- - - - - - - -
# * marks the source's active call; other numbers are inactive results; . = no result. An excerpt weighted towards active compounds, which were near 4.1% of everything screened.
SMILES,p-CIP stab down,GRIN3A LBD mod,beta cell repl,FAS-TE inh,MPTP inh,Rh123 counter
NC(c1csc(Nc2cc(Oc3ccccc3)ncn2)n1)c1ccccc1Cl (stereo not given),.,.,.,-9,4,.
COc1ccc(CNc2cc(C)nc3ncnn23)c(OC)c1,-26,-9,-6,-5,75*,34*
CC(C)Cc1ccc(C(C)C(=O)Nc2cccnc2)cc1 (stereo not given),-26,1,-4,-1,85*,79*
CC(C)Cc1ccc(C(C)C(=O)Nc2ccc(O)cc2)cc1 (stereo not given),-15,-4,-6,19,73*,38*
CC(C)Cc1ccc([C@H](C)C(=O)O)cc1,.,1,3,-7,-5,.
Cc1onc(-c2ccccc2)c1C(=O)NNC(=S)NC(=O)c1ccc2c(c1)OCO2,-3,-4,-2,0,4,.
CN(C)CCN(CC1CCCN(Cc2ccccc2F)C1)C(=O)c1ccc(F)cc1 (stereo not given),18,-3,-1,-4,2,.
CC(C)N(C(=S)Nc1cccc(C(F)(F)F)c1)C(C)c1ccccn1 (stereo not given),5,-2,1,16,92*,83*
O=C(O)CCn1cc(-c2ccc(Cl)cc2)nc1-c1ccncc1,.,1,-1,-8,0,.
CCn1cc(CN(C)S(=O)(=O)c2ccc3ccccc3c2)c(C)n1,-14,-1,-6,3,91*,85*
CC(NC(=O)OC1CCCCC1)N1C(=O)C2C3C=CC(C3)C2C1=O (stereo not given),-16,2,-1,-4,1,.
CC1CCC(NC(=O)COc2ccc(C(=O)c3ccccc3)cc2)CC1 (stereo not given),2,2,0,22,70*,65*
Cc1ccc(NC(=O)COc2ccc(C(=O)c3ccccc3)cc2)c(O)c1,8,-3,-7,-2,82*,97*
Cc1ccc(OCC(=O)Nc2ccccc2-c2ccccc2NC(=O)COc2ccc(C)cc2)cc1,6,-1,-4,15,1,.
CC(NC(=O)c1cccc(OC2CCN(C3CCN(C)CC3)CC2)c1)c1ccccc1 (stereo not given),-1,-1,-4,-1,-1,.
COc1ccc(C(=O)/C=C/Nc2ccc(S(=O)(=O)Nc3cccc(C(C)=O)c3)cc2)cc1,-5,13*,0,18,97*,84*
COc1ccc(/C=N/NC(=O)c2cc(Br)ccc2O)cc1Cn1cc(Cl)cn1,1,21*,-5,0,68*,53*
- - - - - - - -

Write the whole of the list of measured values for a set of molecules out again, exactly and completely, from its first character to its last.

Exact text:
# * marks the source's active call; other numbers are inactive results; . = no result. An excerpt weighted towards active compounds, which were near 4.1% of everything screened.
SMILES,p-CIP stab down,GRIN3A LBD mod,beta cell repl,FAS-TE inh,MPTP inh,Rh123 counter
NC(c1csc(Nc2cc(Oc3ccccc3)ncn2)n1)c1ccccc1Cl (stereo not given),.,.,.,-9,4,.
COc1ccc(CNc2cc(C)nc3ncnn23)c(OC)c1,-26,-9,-6,-5,75*,34*
CC(C)Cc1ccc(C(C)C(=O)Nc2cccnc2)cc1 (stereo not given),-26,1,-4,-1,85*,79*
CC(C)Cc1ccc(C(C)C(=O)Nc2ccc(O)cc2)cc1 (stereo not given),-15,-4,-6,19,73*,38*
CC(C)Cc1ccc([C@H](C)C(=O)O)cc1,.,1,3,-7,-5,.
Cc1onc(-c2ccccc2)c1C(=O)NNC(=S)NC(=O)c1ccc2c(c1)OCO2,-3,-4,-2,0,4,.
CN(C)CCN(CC1CCCN(Cc2ccccc2F)C1)C(=O)c1ccc(F)cc1 (stereo not given),18,-3,-1,-4,2,.
CC(C)N(C(=S)Nc1cccc(C(F)(F)F)c1)C(C)c1ccccn1 (stereo not given),5,-2,1,16,92*,83*
O=C(O)CCn1cc(-c2ccc(Cl)cc2)nc1-c1ccncc1,.,1,-1,-8,0,.
CCn1cc(CN(C)S(=O)(=O)c2ccc3ccccc3c2)c(C)n1,-14,-1,-6,3,91*,85*
CC(NC(=O)OC1CCCCC1)N1C(=O)C2C3C=CC(C3)C2C1=O (stereo not given),-16,2,-1,-4,1,.
CC1CCC(NC(=O)COc2ccc(C(=O)c3ccccc3)cc2)CC1 (stereo not given),2,2,0,22,70*,65*
Cc1ccc(NC(=O)COc2ccc(C(=O)c3ccccc3)cc2)c(O)c1,8,-3,-7,-2,82*,97*
Cc1ccc(OCC(=O)Nc2ccccc2-c2ccccc2NC(=O)COc2ccc(C)cc2)cc1,6,-1,-4,15,1,.
CC(NC(=O)c1cccc(OC2CCN(C3CCN(C)CC3)CC2)c1)c1ccccc1 (stereo not given),-1,-1,-4,-1,-1,.
COc1ccc(C(=O)/C=C/Nc2ccc(S(=O)(=O)Nc3cccc(C(C)=O)c3)cc2)cc1,-5,13*,0,18,97*,84*
COc1ccc(/C=N/NC(=O)c2cc(Br)ccc2O)cc1Cn1cc(Cl)cn1,1,21*,-5,0,68*,53*